Truck Tonnage Rises in October

John Sommers II for Transport Topics

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Truck tonnage in October posted the strongest year-over-year gain since just before summer, American Trucking Associations announced, as consumers ramped up early spending in anticipation of a busy holiday shopping season.

The ATA For-Hire Truck Tonnage Index rose to 113 last month, a 1.8% increase compared with October 2020 and a 0.4% improvement compared with the 112.6 result from September 2021. For the three-month period, tonnage has increased a combined 2.9%, noted ATA Chief Economist Bob Costello, in line with a general upswing in economic activity.

“The combination of solid retail sales, inventory rebuilding and generally higher factory output offset some areas of softer freight growth, like home construction, in October,” he said.

Year-to-date, tonnage is up 0.1% compared with the first ten months in 2020.

“Economic growth remains on solid footing, which is good for truck freight volumes going forward,” Costello said. “The largest problem for the industry isn’t the amount of demand, but making sure we have adequate supply. It is good to see that fleets were able to haul more tonnage in recent months in the face of constrained supply.”


Earlier this year Costello estimated the trucking industry was short more than 80,000 truck drivers. A provision in the recently passed federal infrastructure package creates a training program to prepare drivers younger than 21 to operate Class 8 trucks in interstate commerce.

The ATA tonnage index is dominated by contract freight as opposed to spot market freight. ATA calculates the index based on surveys from its membership and has been doing so since the 1970s.

Two other trucking indexes also reported strong results last month.

The DAT Truckload Volume Index reached an all-time record of 239 in October, compared with 216 a year ago. In September the number was 233.

“Congested ports, intermodal yards and warehouses acted as a drag on the number of loads moved last month,” DAT’s chief of analytics, Ken Adamo, said in the report. “As a result, retailers and online sellers took on higher truckload prices in order to make sure their freight is positioned for success for the November and December shopping period.”

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DAT also said spot rates for the dry van and refrigerated cargo segments are surging. The national average rate for van loads on the spot market rose 3 cents to $2.87 per mile, which includes a fuel surcharge. The average rate has increased for five consecutive months and is up 47 cents year-over-year.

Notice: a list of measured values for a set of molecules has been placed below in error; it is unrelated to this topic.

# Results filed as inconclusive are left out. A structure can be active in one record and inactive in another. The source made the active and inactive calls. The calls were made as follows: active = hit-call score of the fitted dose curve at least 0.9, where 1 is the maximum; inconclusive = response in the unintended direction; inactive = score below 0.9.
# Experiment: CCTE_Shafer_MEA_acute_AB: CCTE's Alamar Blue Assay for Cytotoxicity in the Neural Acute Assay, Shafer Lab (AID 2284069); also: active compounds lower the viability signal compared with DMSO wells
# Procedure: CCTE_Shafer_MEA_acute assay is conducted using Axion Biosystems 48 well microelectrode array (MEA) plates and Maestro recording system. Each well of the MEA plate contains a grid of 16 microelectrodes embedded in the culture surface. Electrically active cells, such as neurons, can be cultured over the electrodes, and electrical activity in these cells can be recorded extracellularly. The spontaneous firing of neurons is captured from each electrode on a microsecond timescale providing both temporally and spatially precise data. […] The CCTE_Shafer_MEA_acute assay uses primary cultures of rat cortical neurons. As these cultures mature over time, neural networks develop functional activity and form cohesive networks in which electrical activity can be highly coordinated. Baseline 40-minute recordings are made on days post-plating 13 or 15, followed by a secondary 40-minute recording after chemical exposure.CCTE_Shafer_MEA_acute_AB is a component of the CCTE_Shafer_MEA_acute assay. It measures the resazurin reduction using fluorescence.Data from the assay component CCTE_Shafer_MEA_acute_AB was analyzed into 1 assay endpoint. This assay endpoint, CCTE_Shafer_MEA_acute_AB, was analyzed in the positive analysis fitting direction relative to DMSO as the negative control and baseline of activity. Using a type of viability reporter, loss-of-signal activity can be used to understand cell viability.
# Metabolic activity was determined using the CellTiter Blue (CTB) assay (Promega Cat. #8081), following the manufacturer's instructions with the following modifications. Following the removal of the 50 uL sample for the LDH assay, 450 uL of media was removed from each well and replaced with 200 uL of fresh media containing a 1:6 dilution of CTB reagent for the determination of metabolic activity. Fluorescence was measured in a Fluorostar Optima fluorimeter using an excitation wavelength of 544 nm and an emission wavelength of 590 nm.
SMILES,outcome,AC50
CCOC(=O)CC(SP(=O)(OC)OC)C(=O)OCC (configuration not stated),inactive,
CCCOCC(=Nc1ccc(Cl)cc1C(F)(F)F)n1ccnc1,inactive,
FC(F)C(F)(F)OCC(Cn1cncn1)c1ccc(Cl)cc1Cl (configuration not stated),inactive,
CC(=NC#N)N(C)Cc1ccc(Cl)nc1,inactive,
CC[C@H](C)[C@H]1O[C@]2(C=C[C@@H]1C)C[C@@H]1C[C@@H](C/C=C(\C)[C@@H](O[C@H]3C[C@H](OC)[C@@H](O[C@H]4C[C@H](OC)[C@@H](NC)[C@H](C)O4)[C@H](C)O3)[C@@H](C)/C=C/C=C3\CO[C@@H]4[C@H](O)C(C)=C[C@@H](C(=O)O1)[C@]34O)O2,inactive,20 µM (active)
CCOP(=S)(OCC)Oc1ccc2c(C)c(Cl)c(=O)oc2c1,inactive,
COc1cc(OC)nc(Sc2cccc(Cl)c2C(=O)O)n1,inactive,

For the sixth consecutive month, refrigerated and flatbed spot rates averaged more than $3.00 per mile. The refrigerated rate inched up four cents per mile to a new high of $3.29 per mile.

Flatbed rates declined by a penny to $3.08 a mile on an annual basis amid a seasonal drop in freight related to construction and heavy machinery.

The monthly Logistics Managers Index survey for October was 72.6, one point above last year’s 71.6.


“October’s reading of 72.6 continues the extended run of logistics expansion we have been tracking throughout the year,” said Dale Rogers, a professor at Arizona State University and one of the index authors. “Overall growth has now been over 70 — a level we would classify as significant expansion — nine months in a row and 12 of the last 14.”

Researchers at Arizona State, Colorado State University, Rochester Institute of Technology, Rutgers University and the University of Nevada, Reno, in conjunction with the Council of Supply Chain Management Professionals, issue the report. The index is a combination of eight unique components that make up the logistics industry, including inventory levels and costs, warehousing capacity, utilization, prices and transportation capacity. The October number was .4 higher than September’s reading of 72.2.

Any reading above 50 indicates that logistics is expanding; a reading below 50 is indicative of a shrinking logistics industry.

The National Retail Federation said nearly 2 million more people are expected to participate in holiday shopping between Thanksgiving Day and Cyber Monday this year, even as consumers have maintained a trend of starting their holiday shopping earlier in the year.

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